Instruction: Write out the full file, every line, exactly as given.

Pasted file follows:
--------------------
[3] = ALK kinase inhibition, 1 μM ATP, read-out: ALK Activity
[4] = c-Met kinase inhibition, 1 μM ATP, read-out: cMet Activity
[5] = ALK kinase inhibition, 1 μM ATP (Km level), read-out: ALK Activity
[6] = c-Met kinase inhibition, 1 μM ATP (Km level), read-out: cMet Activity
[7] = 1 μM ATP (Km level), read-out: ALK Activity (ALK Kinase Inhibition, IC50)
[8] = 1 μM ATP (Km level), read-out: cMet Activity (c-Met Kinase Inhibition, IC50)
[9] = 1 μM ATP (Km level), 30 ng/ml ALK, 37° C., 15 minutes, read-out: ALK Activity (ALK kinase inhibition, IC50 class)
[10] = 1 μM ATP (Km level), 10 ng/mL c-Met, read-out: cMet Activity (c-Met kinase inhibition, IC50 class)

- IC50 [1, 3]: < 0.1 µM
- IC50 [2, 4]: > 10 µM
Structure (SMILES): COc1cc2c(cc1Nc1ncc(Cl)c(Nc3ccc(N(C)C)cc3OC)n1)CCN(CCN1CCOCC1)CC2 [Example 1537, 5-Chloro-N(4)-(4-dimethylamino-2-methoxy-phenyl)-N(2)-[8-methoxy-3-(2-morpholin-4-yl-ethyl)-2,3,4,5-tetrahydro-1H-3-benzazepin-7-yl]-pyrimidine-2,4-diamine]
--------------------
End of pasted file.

[3] = ALK kinase inhibition, 1 μM ATP, read-out: ALK Activity
[4] = c-Met kinase inhibition, 1 μM ATP, read-out: cMet Activity
[5] = ALK kinase inhibition, 1 μM ATP (Km level), read-out: ALK Activity
[6] = c-Met kinase inhibition, 1 μM ATP (Km level), read-out: cMet Activity
[7] = 1 μM ATP (Km level), read-out: ALK Activity (ALK Kinase Inhibition, IC50)
[8] = 1 μM ATP (Km level), read-out: cMet Activity (c-Met Kinase Inhibition, IC50)
[9] = 1 μM ATP (Km level), 30 ng/ml ALK, 37° C., 15 minutes, read-out: ALK Activity (ALK kinase inhibition, IC50 class)
[10] = 1 μM ATP (Km level), 10 ng/mL c-Met, read-out: cMet Activity (c-Met kinase inhibition, IC50 class)

- IC50 [1, 3]: < 0.1 µM
- IC50 [2, 4]: > 10 µM
Structure (SMILES): COc1cc2c(cc1Nc1ncc(Cl)c(Nc3ccc(N(C)C)cc3OC)n1)CCN(CCN1CCOCC1)CC2 [Example 1537, 5-Chloro-N(4)-(4-dimethylamino-2-methoxy-phenyl)-N(2)-[8-methoxy-3-(2-morpholin-4-yl-ethyl)-2,3,4,5-tetrahydro-1H-3-benzazepin-7-yl]-pyrimidine-2,4-diamine]